Symbolism in the Traditional Mass

Everything in the traditional Mass has significance. From the altar arrangement to the vestments, voice, posture, and movements of the priest, one finds repeated the themes of adoration, sacrifice, propitiation, atonement, and union with the Divine.

Many of the liturgical actions in the Mass were at one time purely practical in nature, but from centuries of repetition and reverence became ritualized, and in many cases spiritual or theological meanings became associated with them. Even those actions which have lost their original purpose, the Church has deemed useful as adding splendor to divine worship while memorializing the faith of our fathers. As the Venerable Archbishop Fulton Sheen said in a 1941  <documentary on the Mass>:

It is a long-established principle of the Church never to completely drop from her public worship any ceremony, object, or prayer which once occupied a place in that worship.[1]

In the 1960s, many liturgical elements were abandoned in favor of simplicity,[2] but in the traditional Roman liturgy they live on.[3]

What follows is by no means a complete list, but rather a sampling of symbolical elements in the traditional Mass. (Some of these elements will be found also in the contemporary form of the Mass in some localities.)

Ascending the Altar

Before the Mass begins, the priest carries to the altar the chalice and paten, on which rests the Host to be consecrated. (The word "Host" comes from the Latin hostia, meaning a victim.) This action hearkens to the sacrifices of the Old Law, in which the priest took the victim to the place of sacrifice.

The priest ascending the steps to the altar symbolizes Christ going up Mount Calvary to be crucified. It also represents going to the cross to obtain grace.

The priest opens the missal (altar book) like the Lamb of God opening the Book of Life.[4]

At different points in the Mass the priest kisses the altar. This is to show his close union with Christ, whom the altar represents.

Direction the Priest Faces

For most of the Mass, the priest faces East, the direction of the cross, the empty tomb, and the return of Christ. (This is discussed further in the Q & A section on the main page.)

The epistle is read facing East, because epistles are instructions for God's people.

The Gospel is read facing North,[5] because the North is associated with the cold, and with darkness and idolatry, therefore the enlightening words of the gospel are read in the direction of those who most need its light and warmth. The Gospel is also read on the side of the altar which is at the King's right hand (our left), because among the books of Sacred Scripture, the Gospels, containing the words of God Incarnate, are preeminent.[6]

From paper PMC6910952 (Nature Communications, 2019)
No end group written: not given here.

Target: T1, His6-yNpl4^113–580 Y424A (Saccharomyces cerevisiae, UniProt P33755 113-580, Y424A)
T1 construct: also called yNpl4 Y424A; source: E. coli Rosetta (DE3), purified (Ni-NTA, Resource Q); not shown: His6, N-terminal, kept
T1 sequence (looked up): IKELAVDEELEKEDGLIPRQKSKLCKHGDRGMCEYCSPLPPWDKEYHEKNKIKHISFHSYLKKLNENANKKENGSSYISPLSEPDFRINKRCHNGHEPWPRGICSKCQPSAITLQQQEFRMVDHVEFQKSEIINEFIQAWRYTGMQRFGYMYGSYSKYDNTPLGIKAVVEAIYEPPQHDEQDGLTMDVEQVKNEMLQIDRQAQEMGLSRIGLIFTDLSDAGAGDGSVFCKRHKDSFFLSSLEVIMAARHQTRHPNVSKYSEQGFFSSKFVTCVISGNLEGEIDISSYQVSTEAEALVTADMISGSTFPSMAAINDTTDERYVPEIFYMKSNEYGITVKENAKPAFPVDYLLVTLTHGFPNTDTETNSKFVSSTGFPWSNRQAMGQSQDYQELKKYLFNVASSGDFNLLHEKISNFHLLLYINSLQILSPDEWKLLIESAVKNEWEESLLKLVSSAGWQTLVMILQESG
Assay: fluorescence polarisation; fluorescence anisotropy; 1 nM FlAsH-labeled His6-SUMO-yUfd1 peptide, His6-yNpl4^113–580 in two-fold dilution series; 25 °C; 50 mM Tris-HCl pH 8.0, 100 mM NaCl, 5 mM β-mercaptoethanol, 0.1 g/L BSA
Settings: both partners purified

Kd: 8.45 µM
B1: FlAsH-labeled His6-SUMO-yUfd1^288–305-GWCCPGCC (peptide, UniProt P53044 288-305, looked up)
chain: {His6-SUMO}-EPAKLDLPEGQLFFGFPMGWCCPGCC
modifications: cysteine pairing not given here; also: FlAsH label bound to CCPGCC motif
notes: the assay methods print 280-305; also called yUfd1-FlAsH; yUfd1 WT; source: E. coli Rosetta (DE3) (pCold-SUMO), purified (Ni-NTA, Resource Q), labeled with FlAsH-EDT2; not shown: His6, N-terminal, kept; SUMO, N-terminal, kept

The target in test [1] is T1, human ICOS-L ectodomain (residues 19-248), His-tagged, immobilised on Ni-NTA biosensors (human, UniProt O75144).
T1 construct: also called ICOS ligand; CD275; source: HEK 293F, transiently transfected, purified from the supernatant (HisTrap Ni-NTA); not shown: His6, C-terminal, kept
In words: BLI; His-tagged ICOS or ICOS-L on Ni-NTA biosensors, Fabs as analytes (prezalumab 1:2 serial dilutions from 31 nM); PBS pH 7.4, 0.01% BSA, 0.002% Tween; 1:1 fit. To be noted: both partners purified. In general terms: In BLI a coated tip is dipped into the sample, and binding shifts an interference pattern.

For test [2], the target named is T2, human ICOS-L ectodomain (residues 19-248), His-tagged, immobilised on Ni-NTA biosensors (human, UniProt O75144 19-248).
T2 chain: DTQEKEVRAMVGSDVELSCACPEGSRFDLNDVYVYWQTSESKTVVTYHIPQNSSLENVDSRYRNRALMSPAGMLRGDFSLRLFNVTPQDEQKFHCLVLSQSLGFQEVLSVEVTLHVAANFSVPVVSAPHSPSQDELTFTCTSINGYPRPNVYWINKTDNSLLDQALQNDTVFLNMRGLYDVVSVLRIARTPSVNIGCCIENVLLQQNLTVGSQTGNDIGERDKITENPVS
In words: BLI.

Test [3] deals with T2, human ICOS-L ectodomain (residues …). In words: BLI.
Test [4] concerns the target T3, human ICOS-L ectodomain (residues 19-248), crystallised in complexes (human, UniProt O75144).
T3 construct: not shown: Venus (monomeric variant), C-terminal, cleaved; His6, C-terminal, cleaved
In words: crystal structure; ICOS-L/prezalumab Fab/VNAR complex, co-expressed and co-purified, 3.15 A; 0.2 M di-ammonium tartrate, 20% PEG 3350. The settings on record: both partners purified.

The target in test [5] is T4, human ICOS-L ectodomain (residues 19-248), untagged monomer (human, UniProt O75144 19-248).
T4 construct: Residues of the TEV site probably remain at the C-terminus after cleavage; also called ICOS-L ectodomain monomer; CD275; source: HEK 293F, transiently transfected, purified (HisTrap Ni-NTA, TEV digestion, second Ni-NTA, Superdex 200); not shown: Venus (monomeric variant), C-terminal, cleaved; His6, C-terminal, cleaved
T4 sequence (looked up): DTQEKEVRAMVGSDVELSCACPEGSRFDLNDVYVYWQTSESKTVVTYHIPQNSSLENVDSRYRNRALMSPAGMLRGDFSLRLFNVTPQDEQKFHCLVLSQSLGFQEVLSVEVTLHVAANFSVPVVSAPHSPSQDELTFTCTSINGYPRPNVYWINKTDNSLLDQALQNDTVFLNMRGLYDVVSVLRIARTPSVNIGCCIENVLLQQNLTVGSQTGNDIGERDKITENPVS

Signs of the Cross

The tracing of the hand over the body in the figure of a cross is a sign of faith in Christ and in the efficacy of his sacrifice. It is also a prayer for grace, and a sign of the source from which the graces flow, especially when done by a priest over a person or object.

The signing of the cross at the Gospel by priest and people, over the forehead, lips, and breast with the thumb, signifies the following sentiment: "What I know in my mind, may I preach with my lips and love with my heart."

The priest signing the cross over the written Gospel signifies that the whole message of salvation is contained in the mystery of the cross.

Quiet Prayers of the Priest

The vox secreta (secret voice) which the priest uses for certain parts of the Mass indicates profound communion with God, shows reverence for the sacred, and brings out the priestís role as mediator (at those points heís not talking to us, but to God on our behalf). It imitates the silent prayer of Moses before the tabernacle, and the silence of Christ during his Passion.[7]

Lifting of the Chasuble

At a Low Mass it is customary for the altar server or servers to lift the rim of the chasuble, the outer vestment worn by the priest. At one time this was due to the larger size of the chasuble, which made lifting the arms awkward. The symbolic meaning associated with the gesture has to do with the chasuble itself, which represents charity and the easy yoke and light burden of Christ. Taking hold and lifting it signifies a sharing in Christ's yoke, and ease of lifting the burden through charity: for love makes easy that which is otherwise difficult.

Multiple Levels of Ceremony

Sometimes several things are going on at once. At a High Mass, for example, the choir sings various parts of the liturgy while the priest prays quietly or incenses the altar. These simultaneous levels of ritual symbolize the multiple aspects of reality flowing from God: with one simple act, he eternally generates the Divine Persons, creates the universe, and sustains all things in existence. One can also see reflected the diverse varieties of beings in Heaven praising their Creator, each according to its nature, in one great act of worship.

These and many other symbolical elements are woven together in the traditional Roman liturgy, forming a beautiful tapestry of divine worship.


1. The Eternal Gift, 4:08

2. Sacrosanctum Concilium, no. 34

3. The Traditional Mass of course underwent its own development, and over the centuries various elements were added or dropped. The retaining of ancient customs is a principle rather than an absolute rule. The Church decided to simplify her rites, and she also decided to retain the older rites.

4. Cf. Apoc. 20:12

5. At a Low Mass or Sung Mass it is technically Northeast, for practical reasons.

6. Dei Verbum, 18

7. Cf. Is. 53:7

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© Todd Aylard